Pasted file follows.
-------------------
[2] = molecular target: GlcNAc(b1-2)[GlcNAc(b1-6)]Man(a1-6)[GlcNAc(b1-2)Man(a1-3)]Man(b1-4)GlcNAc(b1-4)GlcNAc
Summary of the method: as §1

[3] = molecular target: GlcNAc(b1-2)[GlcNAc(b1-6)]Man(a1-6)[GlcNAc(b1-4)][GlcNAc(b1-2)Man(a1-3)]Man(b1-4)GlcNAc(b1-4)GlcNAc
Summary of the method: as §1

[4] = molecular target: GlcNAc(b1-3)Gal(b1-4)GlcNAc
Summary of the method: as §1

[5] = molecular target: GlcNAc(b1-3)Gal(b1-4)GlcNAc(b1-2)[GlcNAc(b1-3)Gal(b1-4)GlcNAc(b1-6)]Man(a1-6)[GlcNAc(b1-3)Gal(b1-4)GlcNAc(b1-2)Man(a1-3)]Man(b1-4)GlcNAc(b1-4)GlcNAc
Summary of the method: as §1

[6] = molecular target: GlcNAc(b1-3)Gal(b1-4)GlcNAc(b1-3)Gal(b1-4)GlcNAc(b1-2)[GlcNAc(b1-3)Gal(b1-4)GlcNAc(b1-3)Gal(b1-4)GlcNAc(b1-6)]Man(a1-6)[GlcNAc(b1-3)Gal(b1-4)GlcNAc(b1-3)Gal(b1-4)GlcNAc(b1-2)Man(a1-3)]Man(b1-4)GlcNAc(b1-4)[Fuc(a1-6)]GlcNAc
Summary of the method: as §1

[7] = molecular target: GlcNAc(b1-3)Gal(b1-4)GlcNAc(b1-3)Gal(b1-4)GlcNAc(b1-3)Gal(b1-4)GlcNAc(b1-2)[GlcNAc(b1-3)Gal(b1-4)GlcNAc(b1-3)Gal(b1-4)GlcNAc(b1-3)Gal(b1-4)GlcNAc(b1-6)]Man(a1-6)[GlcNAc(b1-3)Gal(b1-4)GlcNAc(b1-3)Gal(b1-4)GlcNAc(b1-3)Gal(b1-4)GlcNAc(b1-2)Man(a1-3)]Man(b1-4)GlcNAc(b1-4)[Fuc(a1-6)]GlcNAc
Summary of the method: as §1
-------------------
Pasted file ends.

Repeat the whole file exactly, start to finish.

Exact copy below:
[2] = molecular target: GlcNAc(b1-2)[GlcNAc(b1-6)]Man(a1-6)[GlcNAc(b1-2)Man(a1-3)]Man(b1-4)GlcNAc(b1-4)GlcNAc
Summary of the method: as §1

[3] = molecular target: GlcNAc(b1-2)[GlcNAc(b1-6)]Man(a1-6)[GlcNAc(b1-4)][GlcNAc(b1-2)Man(a1-3)]Man(b1-4)GlcNAc(b1-4)GlcNAc
Summary of the method: as §1

[4] = molecular target: GlcNAc(b1-3)Gal(b1-4)GlcNAc
Summary of the method: as §1

[5] = molecular target: GlcNAc(b1-3)Gal(b1-4)GlcNAc(b1-2)[GlcNAc(b1-3)Gal(b1-4)GlcNAc(b1-6)]Man(a1-6)[GlcNAc(b1-3)Gal(b1-4)GlcNAc(b1-2)Man(a1-3)]Man(b1-4)GlcNAc(b1-4)GlcNAc
Summary of the method: as §1

[6] = molecular target: GlcNAc(b1-3)Gal(b1-4)GlcNAc(b1-3)Gal(b1-4)GlcNAc(b1-2)[GlcNAc(b1-3)Gal(b1-4)GlcNAc(b1-3)Gal(b1-4)GlcNAc(b1-6)]Man(a1-6)[GlcNAc(b1-3)Gal(b1-4)GlcNAc(b1-3)Gal(b1-4)GlcNAc(b1-2)Man(a1-3)]Man(b1-4)GlcNAc(b1-4)[Fuc(a1-6)]GlcNAc
Summary of the method: as §1

[7] = molecular target: GlcNAc(b1-3)Gal(b1-4)GlcNAc(b1-3)Gal(b1-4)GlcNAc(b1-3)Gal(b1-4)GlcNAc(b1-2)[GlcNAc(b1-3)Gal(b1-4)GlcNAc(b1-3)Gal(b1-4)GlcNAc(b1-3)Gal(b1-4)GlcNAc(b1-6)]Man(a1-6)[GlcNAc(b1-3)Gal(b1-4)GlcNAc(b1-3)Gal(b1-4)GlcNAc(b1-3)Gal(b1-4)GlcNAc(b1-2)Man(a1-3)]Man(b1-4)GlcNAc(b1-4)[Fuc(a1-6)]GlcNAc
Summary of the method: as §1